Forcing the river

There are questions about Ken-Betwa project — some raised by SC committee. MP and UP governments must revisit report.

On Monday, Uttar Pradesh and Madhya Pradesh buried a nearly 40-year-old hatchet to ink an agreement that paves the way for the implementation of independent India’s first major river-linking project. The Rs 37,600 crore scheme, that will transfer water from the Ken river to its fellow tributary of the Yamuna, the Betwa, is seen as a panacea to the water crisis in the Bundelkhand region. The Union Jal Shakti ministry claims that the initiative will provide irrigation to 10.6 lakh hectares, supply drinking water to more than 60 lakh people in the two states and generate 103 MW of hydropower. The river linking initiative’s EIA report predicts job opportunities in “construction, fishing and tourism”. On paper, these are good reasons to embark on the project. Two related questions, however, demand urgent answers: Is the idea of transferring the waters of one river to another backed by science? Can the scheme stand scrutiny of an ecologically sound cost-benefit analysis?

Linking one river to another is not just a matter of transferring water. It means tampering with the ecological functions a river performs when in flow — carrying minerals, nourishing the ecosystems en route, charging groundwater, promoting biodiversity and catering to the needs of people downstream. The Ken performs these functions the best when it’s flooded during the monsoons. But as hydrologists correctly point out, this does not mean that the river has water to spare. Moreover, during most parts of the dry season, the Ken is barely a rivulet. As late as 2016, the river had run dry even during the monsoon season. The annual average-based estimates of the Ken’s water behind the “surplus water” reasoning fail to reckon with such seasonal vagaries in the river’s flow that could aggravate because of climate change.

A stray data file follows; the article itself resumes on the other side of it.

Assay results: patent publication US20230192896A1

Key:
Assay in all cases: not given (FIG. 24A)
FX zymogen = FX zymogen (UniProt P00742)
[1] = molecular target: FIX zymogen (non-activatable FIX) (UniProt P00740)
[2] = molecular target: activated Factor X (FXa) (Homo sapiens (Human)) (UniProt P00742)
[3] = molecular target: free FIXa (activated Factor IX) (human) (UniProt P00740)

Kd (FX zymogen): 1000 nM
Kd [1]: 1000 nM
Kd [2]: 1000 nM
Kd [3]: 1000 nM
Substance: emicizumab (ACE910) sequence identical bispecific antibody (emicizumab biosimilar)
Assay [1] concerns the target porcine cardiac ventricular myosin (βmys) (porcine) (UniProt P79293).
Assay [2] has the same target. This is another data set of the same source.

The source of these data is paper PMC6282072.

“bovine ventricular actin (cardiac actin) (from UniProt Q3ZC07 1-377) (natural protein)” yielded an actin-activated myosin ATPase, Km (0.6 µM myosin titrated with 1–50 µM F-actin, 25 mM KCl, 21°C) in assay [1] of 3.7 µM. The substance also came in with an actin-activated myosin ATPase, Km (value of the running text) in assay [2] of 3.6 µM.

The first phase of the project will involve building a dam in Dhaudan in Panna district to channel water from the Ken to the Betwa. This will submerge large tracts of the Panna tiger reserve. According to government estimates, about 4,200 hectares of the reserve will be swept away by the project. This will upset the symbiotic relationship of the Ken with the forest, imperilling the water body — while the Ken nourishes biodiversity, roots and leaves of trees in the forests hold water and recharge the river’s aquifers. That is why in 2019, a report of the Supreme Court’s Central Empowered Committee questioned the project’s viability. It recommended that “alternatives to meet the objectives of the proposed project are examined by agencies with expertise in arid zone agriculture and water conservation”. The MP and UP governments would do well to revisit this report.

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